6.9 Campus Services
The appearance of the campus in 2021 was characterized by alternation between joy and disappointment. Joy emerged as there was again room to meet, sit in lecture halls, and study in Library or CUBE. Disappointment emerged several times as we noted that the coronavirus pandemic was not over and we reverted to the partial closure of the campus. In 2021, we realized what the campus means as a meeting place. Considerable effort was also devoted to its further development. The campus now extends to the Spoorzone. Together with the municipality of Tilburg, the area vision document known as Kenniskwartier (Knowledge Quarter) was prepared and unanimously approved by the City Council. This vision document describes the future image of the area between the Warandebos and the Ringbaan-West. Our University figures prominently within this image. The University’s role includes new construction and renovations on the Warandelaan, as well as the expansion and renewal of the Sports Center on the Reitse campus, the redevelopment of Meerkoldreef, and the realization of student accommodations. Considerable work on these plans was done in the background during 2021. We have also started to develop a new strategic campus plan, in line with the new institutional strategy. This campus plan will be completed in 2022.
The appearance of the campus underwent drastic change in 2021, due to the demolition of the Prisma building, a dated structure that will make way for a temporary parking lot in 2022 and, in a few years, for a new multifunctional building. We also invested in the expansion of catering facilities, in part to accommodate growth in the numbers of students and staff. In late 2021, a new Grab & Go location was completed in Montesquieu, and we realized the expansion of the company restaurant with the addition of several hundred seats.
We did this in a completely circular manner, including the re-use of materials from the Prisma building. During the demolition of this building, 22% of the materials released were put to a new use (e.g., 1,600 m2 of ceiling components). Parts that could not be re-used were recycled. The majority (77%) of the materials were recycled, including nearly two million kilograms (4.4 million pounds) of metal and more than seven million kilograms (15.4 million pounds) of concrete. To make this possible, the project was carried out in two phases. The work during the first phase consisted primarily of dismantling, so that as much material as possible could be re-used. The heavy, load-bearing construction was not addressed until the second phase. We will be expanding this construction method in the coming years, and it will become a pillar of our new strategy for buildings and land.
One relatively small but no less important project is the renovation of Vigilant, the centrally situated building that houses our security services and in which all our security infrastructure is brought together. This is one of the last buildings that was still heated by gas, and it is now being switched to a more sustainable source of energy. This is one more step toward completely phasing out the use of fossil fuels.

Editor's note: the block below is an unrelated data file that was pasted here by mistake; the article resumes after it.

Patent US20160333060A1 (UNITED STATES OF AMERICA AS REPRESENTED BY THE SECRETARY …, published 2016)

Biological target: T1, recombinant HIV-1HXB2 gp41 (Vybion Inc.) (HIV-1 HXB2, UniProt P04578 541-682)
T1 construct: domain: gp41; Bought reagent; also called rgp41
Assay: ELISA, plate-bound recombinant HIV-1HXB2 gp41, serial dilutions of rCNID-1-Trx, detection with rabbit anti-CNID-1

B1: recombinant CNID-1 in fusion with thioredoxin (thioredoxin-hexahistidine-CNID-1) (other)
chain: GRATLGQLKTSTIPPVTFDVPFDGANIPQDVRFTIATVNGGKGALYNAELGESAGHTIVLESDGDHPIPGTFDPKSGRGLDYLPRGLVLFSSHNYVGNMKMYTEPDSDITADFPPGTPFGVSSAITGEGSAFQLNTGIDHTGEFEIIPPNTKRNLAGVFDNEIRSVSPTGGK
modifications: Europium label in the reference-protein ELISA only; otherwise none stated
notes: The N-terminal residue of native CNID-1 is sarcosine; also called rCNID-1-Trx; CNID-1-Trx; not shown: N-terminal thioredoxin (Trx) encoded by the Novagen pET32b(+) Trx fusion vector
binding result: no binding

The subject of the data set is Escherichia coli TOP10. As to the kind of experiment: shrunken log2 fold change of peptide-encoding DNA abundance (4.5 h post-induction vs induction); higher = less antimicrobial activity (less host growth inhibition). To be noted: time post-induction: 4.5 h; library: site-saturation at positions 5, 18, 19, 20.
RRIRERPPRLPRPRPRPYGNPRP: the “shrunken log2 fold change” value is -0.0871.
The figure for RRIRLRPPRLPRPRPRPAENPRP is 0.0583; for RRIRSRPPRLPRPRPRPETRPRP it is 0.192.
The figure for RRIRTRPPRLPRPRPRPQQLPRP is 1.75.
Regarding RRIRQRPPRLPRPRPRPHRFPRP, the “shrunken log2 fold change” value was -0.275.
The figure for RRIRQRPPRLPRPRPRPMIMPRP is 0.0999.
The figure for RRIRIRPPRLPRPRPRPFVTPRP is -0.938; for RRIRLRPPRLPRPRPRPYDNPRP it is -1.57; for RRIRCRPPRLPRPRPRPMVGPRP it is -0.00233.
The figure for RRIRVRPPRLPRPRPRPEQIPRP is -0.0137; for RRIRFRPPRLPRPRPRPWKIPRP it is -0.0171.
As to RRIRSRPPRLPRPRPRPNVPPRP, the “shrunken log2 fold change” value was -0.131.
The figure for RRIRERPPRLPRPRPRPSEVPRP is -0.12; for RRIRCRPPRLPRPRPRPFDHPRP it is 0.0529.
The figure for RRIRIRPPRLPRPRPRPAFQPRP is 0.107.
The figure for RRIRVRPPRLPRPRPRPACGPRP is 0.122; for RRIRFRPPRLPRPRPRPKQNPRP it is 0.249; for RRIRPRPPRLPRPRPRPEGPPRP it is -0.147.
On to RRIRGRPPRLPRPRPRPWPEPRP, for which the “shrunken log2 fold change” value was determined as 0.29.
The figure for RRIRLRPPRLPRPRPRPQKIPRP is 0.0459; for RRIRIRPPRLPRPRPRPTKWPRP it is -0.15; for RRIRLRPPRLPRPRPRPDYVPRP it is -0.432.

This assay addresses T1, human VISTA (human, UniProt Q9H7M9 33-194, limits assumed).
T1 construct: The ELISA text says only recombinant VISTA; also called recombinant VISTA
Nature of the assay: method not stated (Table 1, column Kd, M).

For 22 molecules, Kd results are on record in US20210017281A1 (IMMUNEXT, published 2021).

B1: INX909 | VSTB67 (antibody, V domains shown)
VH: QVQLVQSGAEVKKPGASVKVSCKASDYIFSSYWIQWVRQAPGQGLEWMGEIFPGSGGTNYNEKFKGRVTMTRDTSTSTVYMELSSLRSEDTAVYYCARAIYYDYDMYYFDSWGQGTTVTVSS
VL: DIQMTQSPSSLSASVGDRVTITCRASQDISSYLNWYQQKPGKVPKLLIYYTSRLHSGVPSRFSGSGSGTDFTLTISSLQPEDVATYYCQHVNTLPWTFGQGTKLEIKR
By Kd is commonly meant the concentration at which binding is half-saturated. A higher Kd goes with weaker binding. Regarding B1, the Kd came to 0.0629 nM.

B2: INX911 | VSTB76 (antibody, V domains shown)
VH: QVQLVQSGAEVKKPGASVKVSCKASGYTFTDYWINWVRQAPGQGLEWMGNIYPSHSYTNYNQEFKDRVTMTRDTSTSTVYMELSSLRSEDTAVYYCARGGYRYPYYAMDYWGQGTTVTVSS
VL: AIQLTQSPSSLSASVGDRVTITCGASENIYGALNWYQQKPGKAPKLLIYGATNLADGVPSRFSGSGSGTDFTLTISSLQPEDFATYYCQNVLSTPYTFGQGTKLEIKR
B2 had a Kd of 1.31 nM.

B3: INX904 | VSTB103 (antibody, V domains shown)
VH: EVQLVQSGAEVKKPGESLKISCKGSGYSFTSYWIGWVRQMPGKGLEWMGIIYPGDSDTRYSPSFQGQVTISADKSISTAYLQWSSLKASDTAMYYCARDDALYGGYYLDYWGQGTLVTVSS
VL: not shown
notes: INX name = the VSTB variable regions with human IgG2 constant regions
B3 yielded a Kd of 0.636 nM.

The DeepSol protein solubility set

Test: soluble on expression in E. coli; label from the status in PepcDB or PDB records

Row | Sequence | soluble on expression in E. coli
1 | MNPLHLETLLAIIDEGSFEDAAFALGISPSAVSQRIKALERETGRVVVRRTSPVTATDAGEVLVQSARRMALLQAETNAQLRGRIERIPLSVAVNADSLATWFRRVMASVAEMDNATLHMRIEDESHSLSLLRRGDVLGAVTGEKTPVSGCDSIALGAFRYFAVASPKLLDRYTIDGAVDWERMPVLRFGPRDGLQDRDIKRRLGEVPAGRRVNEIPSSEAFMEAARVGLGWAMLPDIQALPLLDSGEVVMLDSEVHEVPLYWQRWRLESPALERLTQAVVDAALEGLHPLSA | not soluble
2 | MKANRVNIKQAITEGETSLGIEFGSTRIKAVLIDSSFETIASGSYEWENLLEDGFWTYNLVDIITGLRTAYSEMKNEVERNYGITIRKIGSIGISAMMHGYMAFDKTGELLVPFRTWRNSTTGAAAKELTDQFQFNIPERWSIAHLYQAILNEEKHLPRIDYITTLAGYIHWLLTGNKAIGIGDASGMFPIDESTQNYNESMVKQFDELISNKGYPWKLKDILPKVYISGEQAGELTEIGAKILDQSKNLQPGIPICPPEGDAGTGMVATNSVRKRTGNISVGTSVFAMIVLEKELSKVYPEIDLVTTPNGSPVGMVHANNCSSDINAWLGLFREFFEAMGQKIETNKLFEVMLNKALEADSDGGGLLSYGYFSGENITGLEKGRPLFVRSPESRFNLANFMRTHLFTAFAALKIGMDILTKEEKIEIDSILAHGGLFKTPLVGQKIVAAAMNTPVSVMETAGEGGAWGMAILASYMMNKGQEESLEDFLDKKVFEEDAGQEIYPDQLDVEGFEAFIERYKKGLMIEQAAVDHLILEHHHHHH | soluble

In addition, part of the Tilburg School of Theology building next to the Olympia building was demolished. The land that became available will be used for the temporary expansion of sports facilities until new construction is complete.
A pandemic can sometimes offer opportunities. Over the summer, we refreshed the design and layout of the most heavily used building on campus, the Library—nearly 20 years after it opened in 1992. The Library aligned its facilities to meet student demand by introducing more and a greater variety of workstations (including self-study spaces) and increasing the size of the Study Café. The space needed for this was obtained by reducing direct access to books: part of the collection was relocated within the building and is now in compactor cabinets. Due to delivery problems resulting from COVID-19, not all new furnishings had been delivered yet. Students have embraced the use of the new concentration workstations with great enthusiasm.
The floor coverings on all three floors of the Library were replaced with a fully circular new floor covering. This sustainable flooring is made up of pieces of carpet with minor defects that would otherwise have been discarded at the production line.
One development that was particularly evident in 2021 was the shortage of raw materials and capacity in the construction market. This affected several projects with disappointing prices and long delivery times. This development is expected to continue, and it will require us to take a critical look at the future and how we will develop and realize our real estate projects.
Student growth in recent years has been higher than what the current real estate strategy could anticipate. For this reason, we acquired the Meerkoldreef site in early 2021. In only a few months, Facility Services and Library and IT Services prepared this former Fontys education building ready for use and included it in the schedule.
In 2021, the zoning process was started for the new education building, which is planned for the TIAS parking lot. The procedure has yet to be completed, and it generated resistance from the adjacent Torenbuurt district. Preparations for the building were nevertheless started, in cooperation with the contractor.